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Beolover SyncDrive: DC Platter Motor Replacement for Beogram 4002 and 4004 (Type 551x and 552x)

Late Beogram 4002 and the 4004 (Types 551x and 552x), which have DC platter motors instead of the earlier synchronous AC motors usually suff...

Wednesday, December 20, 2023

Beogram 4002 (5513): A New Arrival from Tennessee

I recently received a Beogram 4002 (Type 5513) from a customer in Tennessee for a complete functional restoration. The unit arrived safely packaged in a Beolover shipping container. This post discusses the initial condition of the unit.

This shows it as extracted from the box:

As so often, the hood is pretty scratched and has an area that looks like damage from a harsh chemical. I would recommend to replace the hood with a new one from the Beoparts-shop in Denmark and a new reproduction aluminum strip.
Unfortunately, the hood hinge shows signs of corrosion:
It will not take long until the paint comes off in these areas and then the aluminum will show.
I removed the hood and had a look at the cosmetic condition:

The aluminum surfaces are pretty good without major damages. The keypad is also still fairly pristine and has only very faint finger smudges that need the light to come from a specific direction to be visible:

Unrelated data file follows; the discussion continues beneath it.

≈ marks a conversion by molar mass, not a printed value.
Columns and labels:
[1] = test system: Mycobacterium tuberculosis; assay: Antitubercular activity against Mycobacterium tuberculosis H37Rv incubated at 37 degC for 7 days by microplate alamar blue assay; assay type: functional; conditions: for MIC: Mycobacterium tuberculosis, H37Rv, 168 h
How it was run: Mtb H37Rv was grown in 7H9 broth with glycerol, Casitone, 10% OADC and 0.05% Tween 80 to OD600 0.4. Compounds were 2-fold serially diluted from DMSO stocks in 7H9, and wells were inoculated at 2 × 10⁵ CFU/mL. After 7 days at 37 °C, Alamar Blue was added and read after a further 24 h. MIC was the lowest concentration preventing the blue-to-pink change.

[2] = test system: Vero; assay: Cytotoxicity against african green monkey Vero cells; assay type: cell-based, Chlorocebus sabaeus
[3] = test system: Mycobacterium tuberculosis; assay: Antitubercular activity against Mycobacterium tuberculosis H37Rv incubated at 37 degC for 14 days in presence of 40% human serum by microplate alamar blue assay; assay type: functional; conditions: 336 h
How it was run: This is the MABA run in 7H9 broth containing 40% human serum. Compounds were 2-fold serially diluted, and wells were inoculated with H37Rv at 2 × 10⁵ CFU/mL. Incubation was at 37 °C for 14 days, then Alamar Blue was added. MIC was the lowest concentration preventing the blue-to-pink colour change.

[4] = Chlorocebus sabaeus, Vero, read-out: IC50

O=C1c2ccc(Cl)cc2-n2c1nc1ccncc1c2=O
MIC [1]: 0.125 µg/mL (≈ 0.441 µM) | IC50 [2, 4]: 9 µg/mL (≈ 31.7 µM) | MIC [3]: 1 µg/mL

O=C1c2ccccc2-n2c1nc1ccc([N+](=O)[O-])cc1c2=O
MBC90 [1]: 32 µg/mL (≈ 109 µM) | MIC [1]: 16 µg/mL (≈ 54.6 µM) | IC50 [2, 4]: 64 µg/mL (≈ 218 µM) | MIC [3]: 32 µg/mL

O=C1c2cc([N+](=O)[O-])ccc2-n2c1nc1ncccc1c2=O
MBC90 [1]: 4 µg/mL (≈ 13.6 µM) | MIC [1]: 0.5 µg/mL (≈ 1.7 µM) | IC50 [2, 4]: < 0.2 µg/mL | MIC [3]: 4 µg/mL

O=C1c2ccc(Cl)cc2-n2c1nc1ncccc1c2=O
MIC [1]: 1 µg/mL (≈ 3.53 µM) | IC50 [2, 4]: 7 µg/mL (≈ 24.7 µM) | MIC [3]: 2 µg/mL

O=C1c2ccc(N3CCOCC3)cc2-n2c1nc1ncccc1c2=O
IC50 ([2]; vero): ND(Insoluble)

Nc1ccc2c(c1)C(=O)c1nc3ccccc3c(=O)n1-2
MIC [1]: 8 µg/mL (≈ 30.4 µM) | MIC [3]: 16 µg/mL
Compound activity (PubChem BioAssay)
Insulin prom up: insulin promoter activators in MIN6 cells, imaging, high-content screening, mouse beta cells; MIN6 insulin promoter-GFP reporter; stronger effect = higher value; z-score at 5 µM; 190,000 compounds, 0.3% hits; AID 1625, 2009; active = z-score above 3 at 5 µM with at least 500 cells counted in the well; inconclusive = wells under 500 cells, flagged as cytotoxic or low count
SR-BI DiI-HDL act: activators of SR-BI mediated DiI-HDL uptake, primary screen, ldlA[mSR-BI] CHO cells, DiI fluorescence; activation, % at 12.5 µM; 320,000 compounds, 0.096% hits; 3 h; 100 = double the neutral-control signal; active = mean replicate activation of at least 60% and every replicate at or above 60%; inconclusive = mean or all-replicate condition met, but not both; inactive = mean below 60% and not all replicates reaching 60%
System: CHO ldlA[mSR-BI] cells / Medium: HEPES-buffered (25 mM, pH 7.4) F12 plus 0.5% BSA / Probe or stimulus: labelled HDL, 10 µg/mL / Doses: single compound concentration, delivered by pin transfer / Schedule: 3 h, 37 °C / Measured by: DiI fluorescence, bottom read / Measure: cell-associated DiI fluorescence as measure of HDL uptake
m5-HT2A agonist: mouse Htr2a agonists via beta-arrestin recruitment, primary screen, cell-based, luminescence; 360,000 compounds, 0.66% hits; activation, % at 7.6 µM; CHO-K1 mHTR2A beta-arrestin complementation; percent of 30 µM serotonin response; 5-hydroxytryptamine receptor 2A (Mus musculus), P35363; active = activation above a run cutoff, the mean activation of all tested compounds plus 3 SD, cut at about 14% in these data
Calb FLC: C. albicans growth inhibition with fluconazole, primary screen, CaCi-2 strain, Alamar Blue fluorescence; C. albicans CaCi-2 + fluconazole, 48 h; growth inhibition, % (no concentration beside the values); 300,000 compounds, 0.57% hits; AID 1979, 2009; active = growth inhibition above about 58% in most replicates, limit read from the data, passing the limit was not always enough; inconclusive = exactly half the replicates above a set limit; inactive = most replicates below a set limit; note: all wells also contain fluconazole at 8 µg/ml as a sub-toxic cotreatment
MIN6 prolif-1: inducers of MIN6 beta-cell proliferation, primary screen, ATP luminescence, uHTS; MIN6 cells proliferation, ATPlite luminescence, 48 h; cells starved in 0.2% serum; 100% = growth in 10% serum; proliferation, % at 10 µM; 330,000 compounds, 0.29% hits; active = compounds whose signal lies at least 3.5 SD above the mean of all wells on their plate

A perfect candidate for the installation of a Beolover Commander remote control system, which allows using the deck entirely without touching the keypad. The acids in the skin cause the coating of the keys to deteriorate, i.e. it is best to not use these keypads anymore if they are still on a decent condition. The alternative is using a soft cloth to press the keys.
The plinth is also still pretty nice. It only has minor damages on the corner bottoms:
This can be camouflaged with a bit of crayon of appropriate color.
Two of the plastic feet of the enclosure are missing and have been 'replaced' by glueing rubber bumpers to the enclosure bottom:
I hope I can remove those without too much damage to the paint and replace them with proper rubber feet.
After this visual inspection, I removed the aluminum panels and had a look below deck:
The unit looks original as far as I can tell at this point. Original is always the best starting point for a restoration. As usual with this vintage 4002 the orange transport lock bushings show already first signs of deterioration:
I finally plugged the unit in and hit START. The carriage started moving sluggishly towards the LP setdown point and found it and the solenoid engaged. The platter motor was also running, all good signs.
I think this will be a pretty straight forward restoration. Stay tuned for the next post that will discuss the work that was done.

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